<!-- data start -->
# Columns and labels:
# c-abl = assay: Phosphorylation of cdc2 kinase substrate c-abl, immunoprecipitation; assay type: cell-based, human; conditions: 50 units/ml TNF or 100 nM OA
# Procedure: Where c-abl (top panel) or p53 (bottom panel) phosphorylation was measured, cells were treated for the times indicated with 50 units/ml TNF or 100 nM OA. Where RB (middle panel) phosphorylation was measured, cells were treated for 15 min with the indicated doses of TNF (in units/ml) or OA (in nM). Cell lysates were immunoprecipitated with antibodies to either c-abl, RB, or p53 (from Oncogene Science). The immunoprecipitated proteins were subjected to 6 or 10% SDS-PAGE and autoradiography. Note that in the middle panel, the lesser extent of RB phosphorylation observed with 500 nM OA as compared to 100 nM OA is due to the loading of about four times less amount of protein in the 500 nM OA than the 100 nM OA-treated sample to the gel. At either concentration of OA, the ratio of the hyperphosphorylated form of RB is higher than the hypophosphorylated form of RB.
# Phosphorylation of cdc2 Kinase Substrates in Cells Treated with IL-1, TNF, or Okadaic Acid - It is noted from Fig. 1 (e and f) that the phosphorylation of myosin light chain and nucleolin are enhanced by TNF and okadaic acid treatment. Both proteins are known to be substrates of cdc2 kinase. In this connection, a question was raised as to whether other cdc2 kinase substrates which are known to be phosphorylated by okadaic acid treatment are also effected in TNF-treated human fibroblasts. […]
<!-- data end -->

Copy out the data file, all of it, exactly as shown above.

# Columns and labels:
# c-abl = assay: Phosphorylation of cdc2 kinase substrate c-abl, immunoprecipitation; assay type: cell-based, human; conditions: 50 units/ml TNF or 100 nM OA
# Procedure: Where c-abl (top panel) or p53 (bottom panel) phosphorylation was measured, cells were treated for the times indicated with 50 units/ml TNF or 100 nM OA. Where RB (middle panel) phosphorylation was measured, cells were treated for 15 min with the indicated doses of TNF (in units/ml) or OA (in nM). Cell lysates were immunoprecipitated with antibodies to either c-abl, RB, or p53 (from Oncogene Science). The immunoprecipitated proteins were subjected to 6 or 10% SDS-PAGE and autoradiography. Note that in the middle panel, the lesser extent of RB phosphorylation observed with 500 nM OA as compared to 100 nM OA is due to the loading of about four times less amount of protein in the 500 nM OA than the 100 nM OA-treated sample to the gel. At either concentration of OA, the ratio of the hyperphosphorylated form of RB is higher than the hypophosphorylated form of RB.
# Phosphorylation of cdc2 Kinase Substrates in Cells Treated with IL-1, TNF, or Okadaic Acid - It is noted from Fig. 1 (e and f) that the phosphorylation of myosin light chain and nucleolin are enhanced by TNF and okadaic acid treatment. Both proteins are known to be substrates of cdc2 kinase. In this connection, a question was raised as to whether other cdc2 kinase substrates which are known to be phosphorylated by okadaic acid treatment are also effected in TNF-treated human fibroblasts. […]